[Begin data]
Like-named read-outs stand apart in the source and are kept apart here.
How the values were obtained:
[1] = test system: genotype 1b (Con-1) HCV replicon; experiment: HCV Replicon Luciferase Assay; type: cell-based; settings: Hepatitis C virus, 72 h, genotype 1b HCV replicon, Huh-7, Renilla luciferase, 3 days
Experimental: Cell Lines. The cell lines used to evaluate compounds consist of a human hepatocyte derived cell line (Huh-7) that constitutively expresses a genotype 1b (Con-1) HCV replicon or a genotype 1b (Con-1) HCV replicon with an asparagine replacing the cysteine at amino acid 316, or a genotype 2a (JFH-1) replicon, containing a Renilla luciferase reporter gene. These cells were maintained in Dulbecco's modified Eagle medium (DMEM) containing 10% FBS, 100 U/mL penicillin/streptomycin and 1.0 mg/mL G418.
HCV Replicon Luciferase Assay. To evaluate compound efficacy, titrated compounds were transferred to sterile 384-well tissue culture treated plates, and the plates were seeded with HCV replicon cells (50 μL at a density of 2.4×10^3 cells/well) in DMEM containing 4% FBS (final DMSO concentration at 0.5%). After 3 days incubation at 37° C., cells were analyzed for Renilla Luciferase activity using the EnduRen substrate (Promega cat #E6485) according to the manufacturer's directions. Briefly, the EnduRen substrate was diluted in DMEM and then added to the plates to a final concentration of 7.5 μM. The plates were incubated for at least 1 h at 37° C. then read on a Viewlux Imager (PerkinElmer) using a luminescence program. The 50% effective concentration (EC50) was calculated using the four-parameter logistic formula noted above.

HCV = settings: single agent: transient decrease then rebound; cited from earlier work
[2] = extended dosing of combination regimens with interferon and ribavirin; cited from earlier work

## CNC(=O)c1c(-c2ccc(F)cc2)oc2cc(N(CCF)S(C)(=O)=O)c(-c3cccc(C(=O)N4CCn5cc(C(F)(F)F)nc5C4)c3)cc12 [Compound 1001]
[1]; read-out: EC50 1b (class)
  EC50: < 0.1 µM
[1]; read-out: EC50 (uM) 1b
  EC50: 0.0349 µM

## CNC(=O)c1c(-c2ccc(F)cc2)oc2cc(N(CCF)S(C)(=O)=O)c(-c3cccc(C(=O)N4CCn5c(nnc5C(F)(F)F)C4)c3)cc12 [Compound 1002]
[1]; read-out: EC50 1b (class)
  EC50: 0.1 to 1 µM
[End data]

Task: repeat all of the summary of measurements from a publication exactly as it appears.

Like-named read-outs stand apart in the source and are kept apart here.
How the values were obtained:
[1] = test system: genotype 1b (Con-1) HCV replicon; experiment: HCV Replicon Luciferase Assay; type: cell-based; settings: Hepatitis C virus, 72 h, genotype 1b HCV replicon, Huh-7, Renilla luciferase, 3 days
Experimental: Cell Lines. The cell lines used to evaluate compounds consist of a human hepatocyte derived cell line (Huh-7) that constitutively expresses a genotype 1b (Con-1) HCV replicon or a genotype 1b (Con-1) HCV replicon with an asparagine replacing the cysteine at amino acid 316, or a genotype 2a (JFH-1) replicon, containing a Renilla luciferase reporter gene. These cells were maintained in Dulbecco's modified Eagle medium (DMEM) containing 10% FBS, 100 U/mL penicillin/streptomycin and 1.0 mg/mL G418.
HCV Replicon Luciferase Assay. To evaluate compound efficacy, titrated compounds were transferred to sterile 384-well tissue culture treated plates, and the plates were seeded with HCV replicon cells (50 μL at a density of 2.4×10^3 cells/well) in DMEM containing 4% FBS (final DMSO concentration at 0.5%). After 3 days incubation at 37° C., cells were analyzed for Renilla Luciferase activity using the EnduRen substrate (Promega cat #E6485) according to the manufacturer's directions. Briefly, the EnduRen substrate was diluted in DMEM and then added to the plates to a final concentration of 7.5 μM. The plates were incubated for at least 1 h at 37° C. then read on a Viewlux Imager (PerkinElmer) using a luminescence program. The 50% effective concentration (EC50) was calculated using the four-parameter logistic formula noted above.

HCV = settings: single agent: transient decrease then rebound; cited from earlier work
[2] = extended dosing of combination regimens with interferon and ribavirin; cited from earlier work

## CNC(=O)c1c(-c2ccc(F)cc2)oc2cc(N(CCF)S(C)(=O)=O)c(-c3cccc(C(=O)N4CCn5cc(C(F)(F)F)nc5C4)c3)cc12 [Compound 1001]
[1]; read-out: EC50 1b (class)
  EC50: < 0.1 µM
[1]; read-out: EC50 (uM) 1b
  EC50: 0.0349 µM

## CNC(=O)c1c(-c2ccc(F)cc2)oc2cc(N(CCF)S(C)(=O)=O)c(-c3cccc(C(=O)N4CCn5c(nnc5C(F)(F)F)C4)c3)cc12 [Compound 1002]
[1]; read-out: EC50 1b (class)
  EC50: 0.1 to 1 µM